Today is Holy Saturday. It is an odd day liturgically. We begin with Jesus in the tomb, but we end with astonishment at resurrection. As a child and teenager, Holy Saturday felt pointless. Or boring. Good Friday has the passion narrative and fasting and stations of the cross. But we had to get through stupid Holy Saturday before we got the good candy and Alleluias and Easter eggs. Even if we went to the Vigil service, and we often did since I was a server and my mom was in choir, we couldn’t really celebrate Easter until Sunday morning.
I know things differently now. It’s often said that we are an Easter people. That’s true. As Catholics, as Christians, we live into the resurrection. It’s the thing that changed all things. We hope in it and are transformed by it. If we are an Easter people, then we trust and believe and know that death is not the end. Life changes; it doesn’t end. The resurrection takes what we know of this world and breaks it apart, shatters it, reorganizes the pieces, and puts them back together again in a new order of hope, joy, and wonder.
But we don’t get to be Easter people without first being Holy Saturday people. This time I thought was fruitless is actually most fruitful. If we believe the words we profess in the creeds, then divine work is being done on this day. This time between the end of Good Friday services to the lighting of the fire at the Easter Vigil is, in some ways, empty time, waiting to be filled. It is tempting to think God’s not at work here. Revisit the gospels: the disciples were huddled afraid in locked rooms. How could they have felt anything but abandonment and fear? Of course they did. The revolution they had hoped and worked for was buried in a tomb with a giant stone at the entrance. No good could come of this. What could they believe in now?
Over the past few weeks I have seen several memes that faith and fear cannot coexist. I beg to differ. I believe in God deeply; I fear many things. These are not separate parts of myself. They are intimately and complexly related. To shame ourselves into false bravery, especially in the midst of a pandemic, is particularly unhelpful. This may seem like a digression from those disciples huddled together. It isn’t. They had years of experience with Jesus telling them that the world was different. They had seen miracles performed: food multiplied, diseases healed, and, yes, dead raised back to life. They had his stories and parables of God’s abundance and mercy. They had stood in his presence and known things were never going to be the same. There was a before and after.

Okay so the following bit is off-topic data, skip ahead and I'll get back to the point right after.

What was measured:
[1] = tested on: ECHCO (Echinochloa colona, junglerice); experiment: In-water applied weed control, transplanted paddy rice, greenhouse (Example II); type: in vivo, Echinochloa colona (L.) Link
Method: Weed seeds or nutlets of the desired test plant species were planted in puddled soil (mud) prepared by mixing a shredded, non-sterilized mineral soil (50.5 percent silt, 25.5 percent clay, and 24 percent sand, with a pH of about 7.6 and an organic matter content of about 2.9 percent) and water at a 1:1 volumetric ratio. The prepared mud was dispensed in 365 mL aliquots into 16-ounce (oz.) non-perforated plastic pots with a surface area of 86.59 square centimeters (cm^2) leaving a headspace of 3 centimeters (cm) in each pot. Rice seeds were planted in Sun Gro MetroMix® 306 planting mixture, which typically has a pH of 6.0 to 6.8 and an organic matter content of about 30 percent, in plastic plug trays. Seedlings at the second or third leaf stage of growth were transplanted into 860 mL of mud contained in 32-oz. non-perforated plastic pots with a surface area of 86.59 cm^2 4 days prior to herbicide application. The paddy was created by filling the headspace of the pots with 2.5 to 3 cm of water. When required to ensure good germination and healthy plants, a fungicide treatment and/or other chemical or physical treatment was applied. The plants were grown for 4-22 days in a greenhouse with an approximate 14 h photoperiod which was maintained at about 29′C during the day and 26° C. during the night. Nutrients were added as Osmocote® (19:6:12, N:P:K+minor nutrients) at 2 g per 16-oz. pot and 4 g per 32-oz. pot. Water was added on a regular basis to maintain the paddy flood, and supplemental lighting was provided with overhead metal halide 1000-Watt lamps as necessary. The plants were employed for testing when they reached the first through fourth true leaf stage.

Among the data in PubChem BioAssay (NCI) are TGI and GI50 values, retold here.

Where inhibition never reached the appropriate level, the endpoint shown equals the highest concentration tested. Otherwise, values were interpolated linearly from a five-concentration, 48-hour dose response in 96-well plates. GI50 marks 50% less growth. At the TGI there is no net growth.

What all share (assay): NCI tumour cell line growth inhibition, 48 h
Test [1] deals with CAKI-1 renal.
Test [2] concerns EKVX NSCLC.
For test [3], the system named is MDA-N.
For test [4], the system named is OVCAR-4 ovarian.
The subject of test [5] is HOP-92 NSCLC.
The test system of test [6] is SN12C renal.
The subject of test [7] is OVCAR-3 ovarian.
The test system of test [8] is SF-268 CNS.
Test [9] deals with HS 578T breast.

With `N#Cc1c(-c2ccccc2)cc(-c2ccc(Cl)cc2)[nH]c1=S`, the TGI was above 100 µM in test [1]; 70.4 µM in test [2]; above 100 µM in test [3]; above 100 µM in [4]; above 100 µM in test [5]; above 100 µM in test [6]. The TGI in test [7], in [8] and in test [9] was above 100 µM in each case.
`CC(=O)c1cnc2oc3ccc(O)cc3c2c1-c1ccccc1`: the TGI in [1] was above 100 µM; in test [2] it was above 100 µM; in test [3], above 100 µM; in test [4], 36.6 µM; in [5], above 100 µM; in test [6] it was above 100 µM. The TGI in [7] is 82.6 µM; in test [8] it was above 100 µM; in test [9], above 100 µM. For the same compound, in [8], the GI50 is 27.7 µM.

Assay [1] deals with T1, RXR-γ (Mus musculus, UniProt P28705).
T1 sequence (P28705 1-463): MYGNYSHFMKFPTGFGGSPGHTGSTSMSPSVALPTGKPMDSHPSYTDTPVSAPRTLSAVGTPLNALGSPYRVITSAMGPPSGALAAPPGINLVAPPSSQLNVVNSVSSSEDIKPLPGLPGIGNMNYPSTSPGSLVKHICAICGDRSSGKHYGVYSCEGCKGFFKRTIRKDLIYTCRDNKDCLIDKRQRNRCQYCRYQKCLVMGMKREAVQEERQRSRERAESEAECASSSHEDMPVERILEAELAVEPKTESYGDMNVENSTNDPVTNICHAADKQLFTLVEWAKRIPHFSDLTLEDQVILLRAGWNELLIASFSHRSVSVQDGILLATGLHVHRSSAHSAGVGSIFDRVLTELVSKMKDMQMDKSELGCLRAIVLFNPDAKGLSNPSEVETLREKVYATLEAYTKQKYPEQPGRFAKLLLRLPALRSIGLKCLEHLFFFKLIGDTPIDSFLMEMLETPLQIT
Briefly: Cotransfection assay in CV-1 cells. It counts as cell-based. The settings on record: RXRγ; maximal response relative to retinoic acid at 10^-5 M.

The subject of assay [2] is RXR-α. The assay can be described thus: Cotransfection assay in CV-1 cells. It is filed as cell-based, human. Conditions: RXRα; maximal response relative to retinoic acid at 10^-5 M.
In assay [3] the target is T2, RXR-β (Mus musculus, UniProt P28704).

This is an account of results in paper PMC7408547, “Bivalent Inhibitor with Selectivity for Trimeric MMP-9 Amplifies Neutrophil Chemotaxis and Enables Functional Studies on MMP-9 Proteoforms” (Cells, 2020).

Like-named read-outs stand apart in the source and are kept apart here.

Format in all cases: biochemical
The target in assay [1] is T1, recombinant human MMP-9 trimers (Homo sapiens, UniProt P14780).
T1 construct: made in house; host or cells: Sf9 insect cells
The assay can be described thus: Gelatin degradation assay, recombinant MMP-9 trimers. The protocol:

This is what Holy Saturday is: a wrestling with that before and after. It’s knowing things are different but not quite knowing how. It’s sitting in that discomfort, letting it be, letting yourself learn from it. It’s the paradox of being terrified and faithful all at once. It’s letting the grief do its work when we’d much rather do anything else.
Shaun died in May 2010. The refrain that went through my mind all that summer was: This isn’t the summer you wanted, but it’s the summer you got. The same refrain resounded after Ryan’s death in spring 2017. We imagine ideal situations all the time. We have something we want, but often it falls short. It’s not what we want, but it is what we get. This quarantine time is much the same. It’s nowhere near what we wanted, but it’s what we have.
There is freedom in acknowledging that. It takes the pressure off of forcing things to be different, to be what they aren’t. The scales fall from our eyes and we see what is. Those terrified and anxious followers of Jesus couldn’t foresee the resurrection, even though they’d been told it was coming. They knew who Jesus had been, but they didn’t yet know who he would be. They were in a liminal, holy, thin space.
We are too. We want to rush this process. Sitting at home grows tedious, perhaps. We miss our friends and family. We miss touch. We miss believing we are invincible. We miss so much. But if I’ve learned anything from grief it’s that we don’t get to rush anything. It does its work: sometimes we are active participants, and sometimes we are passive, as it churns away in the backs of our minds and hearts doing the divine work of transforming us.
As Holy Saturday people, we are called to sit here in this space and experience the fear, wonder, awe, terror, and even hope. We are invited to see those men and women followers of Jesus in ways we never have before: as forebears of faith in the midst of fear. We are encouraged to open ourselves to the emptiness of this time and see what it has to say to us. We await, with those disciples, the transformations we know are coming but cannot yet envision.
We believe, even as we fear.